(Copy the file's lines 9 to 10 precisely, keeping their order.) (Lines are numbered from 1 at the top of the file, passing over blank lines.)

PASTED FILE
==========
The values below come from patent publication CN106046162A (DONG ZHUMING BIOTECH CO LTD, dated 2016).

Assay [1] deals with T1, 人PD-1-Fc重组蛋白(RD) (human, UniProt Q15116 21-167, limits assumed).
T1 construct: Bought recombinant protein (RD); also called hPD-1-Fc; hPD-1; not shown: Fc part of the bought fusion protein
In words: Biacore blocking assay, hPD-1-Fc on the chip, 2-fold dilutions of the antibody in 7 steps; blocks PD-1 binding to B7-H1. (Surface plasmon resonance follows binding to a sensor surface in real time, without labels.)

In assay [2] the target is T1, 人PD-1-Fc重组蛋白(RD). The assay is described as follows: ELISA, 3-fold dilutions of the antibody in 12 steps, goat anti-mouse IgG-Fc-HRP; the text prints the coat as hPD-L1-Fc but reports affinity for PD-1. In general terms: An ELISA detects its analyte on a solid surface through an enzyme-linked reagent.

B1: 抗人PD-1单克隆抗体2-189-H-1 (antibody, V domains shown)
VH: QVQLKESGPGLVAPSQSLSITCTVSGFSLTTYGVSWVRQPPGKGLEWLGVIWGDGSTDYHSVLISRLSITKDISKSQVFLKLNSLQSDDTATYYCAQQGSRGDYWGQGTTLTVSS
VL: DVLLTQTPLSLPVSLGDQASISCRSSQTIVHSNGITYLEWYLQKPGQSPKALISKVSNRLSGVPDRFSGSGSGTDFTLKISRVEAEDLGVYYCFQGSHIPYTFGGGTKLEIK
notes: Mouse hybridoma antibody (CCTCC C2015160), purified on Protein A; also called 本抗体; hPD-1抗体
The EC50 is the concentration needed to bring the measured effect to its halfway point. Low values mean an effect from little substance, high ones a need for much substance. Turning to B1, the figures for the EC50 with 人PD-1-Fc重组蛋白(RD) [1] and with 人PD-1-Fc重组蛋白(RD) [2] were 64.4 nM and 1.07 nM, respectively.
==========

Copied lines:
notes: Mouse hybridoma antibody (CCTCC C2015160), purified on Protein A; also called 本抗体; hPD-1抗体
The EC50 is the concentration needed to bring the measured effect to its halfway point. Low values mean an effect from little substance, high ones a need for much substance. Turning to B1, the figures for the EC50 with 人PD-1-Fc重组蛋白(RD) [1] and with 人PD-1-Fc重组蛋白(RD) [2] were 64.4 nM and 1.07 nM, respectively.